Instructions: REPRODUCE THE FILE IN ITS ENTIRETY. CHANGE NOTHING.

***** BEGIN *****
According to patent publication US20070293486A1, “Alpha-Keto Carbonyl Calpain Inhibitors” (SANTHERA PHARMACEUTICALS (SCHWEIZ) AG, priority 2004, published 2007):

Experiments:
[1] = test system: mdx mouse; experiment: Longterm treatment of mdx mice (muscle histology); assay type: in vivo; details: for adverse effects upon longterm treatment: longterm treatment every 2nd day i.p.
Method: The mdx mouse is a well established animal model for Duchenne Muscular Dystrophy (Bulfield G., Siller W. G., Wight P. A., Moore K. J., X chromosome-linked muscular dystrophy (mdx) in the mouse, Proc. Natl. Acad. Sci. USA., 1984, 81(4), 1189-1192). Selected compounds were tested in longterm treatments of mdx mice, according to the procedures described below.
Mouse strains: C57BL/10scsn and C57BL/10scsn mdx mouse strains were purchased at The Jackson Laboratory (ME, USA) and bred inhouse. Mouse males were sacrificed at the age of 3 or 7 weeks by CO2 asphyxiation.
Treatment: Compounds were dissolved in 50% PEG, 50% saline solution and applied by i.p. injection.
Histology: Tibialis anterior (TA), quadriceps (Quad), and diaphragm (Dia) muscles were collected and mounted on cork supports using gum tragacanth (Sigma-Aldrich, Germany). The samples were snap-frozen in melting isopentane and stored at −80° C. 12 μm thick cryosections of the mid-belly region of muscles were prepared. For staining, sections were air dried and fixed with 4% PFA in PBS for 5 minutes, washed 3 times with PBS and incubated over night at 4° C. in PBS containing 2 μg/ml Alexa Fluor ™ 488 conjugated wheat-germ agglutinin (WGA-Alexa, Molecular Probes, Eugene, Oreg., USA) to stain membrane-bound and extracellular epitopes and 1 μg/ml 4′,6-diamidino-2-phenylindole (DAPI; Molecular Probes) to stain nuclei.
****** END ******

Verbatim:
According to patent publication US20070293486A1, “Alpha-Keto Carbonyl Calpain Inhibitors” (SANTHERA PHARMACEUTICALS (SCHWEIZ) AG, priority 2004, published 2007):

Experiments:
[1] = test system: mdx mouse; experiment: Longterm treatment of mdx mice (muscle histology); assay type: in vivo; details: for adverse effects upon longterm treatment: longterm treatment every 2nd day i.p.
Method: The mdx mouse is a well established animal model for Duchenne Muscular Dystrophy (Bulfield G., Siller W. G., Wight P. A., Moore K. J., X chromosome-linked muscular dystrophy (mdx) in the mouse, Proc. Natl. Acad. Sci. USA., 1984, 81(4), 1189-1192). Selected compounds were tested in longterm treatments of mdx mice, according to the procedures described below.
Mouse strains: C57BL/10scsn and C57BL/10scsn mdx mouse strains were purchased at The Jackson Laboratory (ME, USA) and bred inhouse. Mouse males were sacrificed at the age of 3 or 7 weeks by CO2 asphyxiation.
Treatment: Compounds were dissolved in 50% PEG, 50% saline solution and applied by i.p. injection.
Histology: Tibialis anterior (TA), quadriceps (Quad), and diaphragm (Dia) muscles were collected and mounted on cork supports using gum tragacanth (Sigma-Aldrich, Germany). The samples were snap-frozen in melting isopentane and stored at −80° C. 12 μm thick cryosections of the mid-belly region of muscles were prepared. For staining, sections were air dried and fixed with 4% PFA in PBS for 5 minutes, washed 3 times with PBS and incubated over night at 4° C. in PBS containing 2 μg/ml Alexa Fluor ™ 488 conjugated wheat-germ agglutinin (WGA-Alexa, Molecular Probes, Eugene, Oreg., USA) to stain membrane-bound and extracellular epitopes and 1 μg/ml 4′,6-diamidino-2-phenylindole (DAPI; Molecular Probes) to stain nuclei.